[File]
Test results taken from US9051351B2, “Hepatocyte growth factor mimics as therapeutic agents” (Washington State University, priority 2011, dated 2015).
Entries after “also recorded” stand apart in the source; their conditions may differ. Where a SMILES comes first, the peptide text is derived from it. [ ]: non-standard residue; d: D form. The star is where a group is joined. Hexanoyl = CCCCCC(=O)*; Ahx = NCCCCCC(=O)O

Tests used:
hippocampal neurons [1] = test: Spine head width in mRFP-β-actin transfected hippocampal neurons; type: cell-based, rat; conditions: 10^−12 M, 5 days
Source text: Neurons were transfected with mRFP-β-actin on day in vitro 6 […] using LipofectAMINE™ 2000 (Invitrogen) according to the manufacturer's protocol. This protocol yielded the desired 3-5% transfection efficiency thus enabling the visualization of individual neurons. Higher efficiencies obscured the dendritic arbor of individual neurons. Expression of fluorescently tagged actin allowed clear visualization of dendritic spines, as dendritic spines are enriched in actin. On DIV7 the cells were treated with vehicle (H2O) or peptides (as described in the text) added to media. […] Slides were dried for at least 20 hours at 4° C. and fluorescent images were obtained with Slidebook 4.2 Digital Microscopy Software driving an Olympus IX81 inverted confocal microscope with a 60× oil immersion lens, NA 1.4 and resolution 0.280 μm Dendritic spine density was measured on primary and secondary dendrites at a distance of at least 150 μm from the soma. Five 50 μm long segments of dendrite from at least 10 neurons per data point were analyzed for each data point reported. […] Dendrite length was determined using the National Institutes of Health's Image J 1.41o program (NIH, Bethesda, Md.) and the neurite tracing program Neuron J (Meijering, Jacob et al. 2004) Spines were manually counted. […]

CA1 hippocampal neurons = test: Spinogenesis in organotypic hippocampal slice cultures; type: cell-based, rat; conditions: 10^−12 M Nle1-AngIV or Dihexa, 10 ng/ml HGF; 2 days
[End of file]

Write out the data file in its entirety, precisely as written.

Test results taken from US9051351B2, “Hepatocyte growth factor mimics as therapeutic agents” (Washington State University, priority 2011, dated 2015).
Entries after “also recorded” stand apart in the source; their conditions may differ. Where a SMILES comes first, the peptide text is derived from it. [ ]: non-standard residue; d: D form. The star is where a group is joined. Hexanoyl = CCCCCC(=O)*; Ahx = NCCCCCC(=O)O

Tests used:
hippocampal neurons [1] = test: Spine head width in mRFP-β-actin transfected hippocampal neurons; type: cell-based, rat; conditions: 10^−12 M, 5 days
Source text: Neurons were transfected with mRFP-β-actin on day in vitro 6 […] using LipofectAMINE™ 2000 (Invitrogen) according to the manufacturer's protocol. This protocol yielded the desired 3-5% transfection efficiency thus enabling the visualization of individual neurons. Higher efficiencies obscured the dendritic arbor of individual neurons. Expression of fluorescently tagged actin allowed clear visualization of dendritic spines, as dendritic spines are enriched in actin. On DIV7 the cells were treated with vehicle (H2O) or peptides (as described in the text) added to media. […] Slides were dried for at least 20 hours at 4° C. and fluorescent images were obtained with Slidebook 4.2 Digital Microscopy Software driving an Olympus IX81 inverted confocal microscope with a 60× oil immersion lens, NA 1.4 and resolution 0.280 μm Dendritic spine density was measured on primary and secondary dendrites at a distance of at least 150 μm from the soma. Five 50 μm long segments of dendrite from at least 10 neurons per data point were analyzed for each data point reported. […] Dendrite length was determined using the National Institutes of Health's Image J 1.41o program (NIH, Bethesda, Md.) and the neurite tracing program Neuron J (Meijering, Jacob et al. 2004) Spines were manually counted. […]

CA1 hippocampal neurons = test: Spinogenesis in organotypic hippocampal slice cultures; type: cell-based, rat; conditions: 10^−12 M Nle1-AngIV or Dihexa, 10 ng/ml HGF; 2 days